Emmanuel Macron brings back national service in France
French President Emmanuel Macron has announced plans to re-introduce national service for 16-year-olds.
Mr Macron is going ahead with the plans announced during his election campaign in the hope of bringing a feeling of national unity to teenagers, he said.
The move has been criticised by a number of youth organisations in the country who claim it forces teenagers to take part rather than volunteering by choice.
Under the plans, all 16-year-olds would have to take part in a one month placement which will focus on civic culture. The government claims that young people will be able to “create new relationships and develop their role in society.”
Following the mandatory one month scheme, teenagers can also volunteer for a minimum of three months to a year in areas linked to defence and security.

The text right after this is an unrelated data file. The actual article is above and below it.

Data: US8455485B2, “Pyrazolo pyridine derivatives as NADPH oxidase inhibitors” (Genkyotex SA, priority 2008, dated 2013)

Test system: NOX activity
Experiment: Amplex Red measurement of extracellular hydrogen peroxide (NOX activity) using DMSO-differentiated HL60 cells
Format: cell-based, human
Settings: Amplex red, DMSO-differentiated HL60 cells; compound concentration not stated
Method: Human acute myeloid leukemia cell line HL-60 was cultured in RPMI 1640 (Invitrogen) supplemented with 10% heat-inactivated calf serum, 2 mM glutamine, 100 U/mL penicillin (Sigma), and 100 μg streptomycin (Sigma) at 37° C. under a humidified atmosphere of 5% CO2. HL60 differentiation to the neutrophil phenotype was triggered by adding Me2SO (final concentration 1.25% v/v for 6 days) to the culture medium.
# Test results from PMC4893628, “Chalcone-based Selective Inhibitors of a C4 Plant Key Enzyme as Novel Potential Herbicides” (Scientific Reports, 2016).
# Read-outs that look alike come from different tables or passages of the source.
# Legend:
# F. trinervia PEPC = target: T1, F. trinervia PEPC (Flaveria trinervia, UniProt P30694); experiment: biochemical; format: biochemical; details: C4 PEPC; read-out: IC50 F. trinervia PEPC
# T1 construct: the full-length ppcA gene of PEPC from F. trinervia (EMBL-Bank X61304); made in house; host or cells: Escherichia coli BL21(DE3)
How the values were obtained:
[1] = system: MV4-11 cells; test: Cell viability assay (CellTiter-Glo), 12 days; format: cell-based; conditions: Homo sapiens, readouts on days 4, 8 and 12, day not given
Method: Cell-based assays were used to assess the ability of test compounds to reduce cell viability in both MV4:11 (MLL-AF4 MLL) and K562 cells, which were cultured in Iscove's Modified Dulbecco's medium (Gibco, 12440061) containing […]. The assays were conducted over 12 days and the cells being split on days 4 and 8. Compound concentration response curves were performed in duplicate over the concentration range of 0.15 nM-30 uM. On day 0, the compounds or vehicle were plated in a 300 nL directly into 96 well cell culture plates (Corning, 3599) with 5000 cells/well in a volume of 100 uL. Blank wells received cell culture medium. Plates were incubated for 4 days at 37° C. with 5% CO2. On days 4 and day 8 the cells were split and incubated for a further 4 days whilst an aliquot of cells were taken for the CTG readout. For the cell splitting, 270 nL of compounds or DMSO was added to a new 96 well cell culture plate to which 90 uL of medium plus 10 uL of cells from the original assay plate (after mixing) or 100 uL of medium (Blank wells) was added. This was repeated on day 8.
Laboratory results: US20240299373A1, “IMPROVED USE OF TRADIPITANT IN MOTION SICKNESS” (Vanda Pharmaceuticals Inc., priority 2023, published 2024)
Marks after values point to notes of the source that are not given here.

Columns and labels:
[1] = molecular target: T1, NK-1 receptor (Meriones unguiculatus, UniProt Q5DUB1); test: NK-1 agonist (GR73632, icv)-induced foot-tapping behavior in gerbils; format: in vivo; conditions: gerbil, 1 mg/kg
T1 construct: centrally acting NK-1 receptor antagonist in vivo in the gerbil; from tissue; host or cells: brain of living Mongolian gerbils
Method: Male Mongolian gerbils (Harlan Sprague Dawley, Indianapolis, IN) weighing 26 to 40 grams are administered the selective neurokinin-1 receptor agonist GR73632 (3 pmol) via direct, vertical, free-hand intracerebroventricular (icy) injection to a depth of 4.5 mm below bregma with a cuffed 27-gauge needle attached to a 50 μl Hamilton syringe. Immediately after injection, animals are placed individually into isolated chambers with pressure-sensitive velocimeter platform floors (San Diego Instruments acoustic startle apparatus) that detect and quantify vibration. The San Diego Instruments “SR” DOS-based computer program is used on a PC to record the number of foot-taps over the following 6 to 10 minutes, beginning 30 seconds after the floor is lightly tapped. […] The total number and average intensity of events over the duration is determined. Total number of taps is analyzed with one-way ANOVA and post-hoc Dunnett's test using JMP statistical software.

Government spokesman Benjamin Griveaus said: “There are different conditions that will be put in place, people who can do longer periods, according to their desires, whether in the associative field, in the military, in the civic field, or in the health sector.”
During his election campaign, Mr Macron announced his plans for a “Universal National Service”. It’s thought that the programme could be rolled out early next year, the BBC reports.
According to Euronews, there has been a mixed response in France with many people concerned that it would cost France too much. It’s currently estimated to cost around €1.6bn (£1.4bn).
However in a poll conducted earlier this year, 60 percent of people back the plans.
Mr Macron is the first sitting French President not to have done military service. It was scrapped in 1996.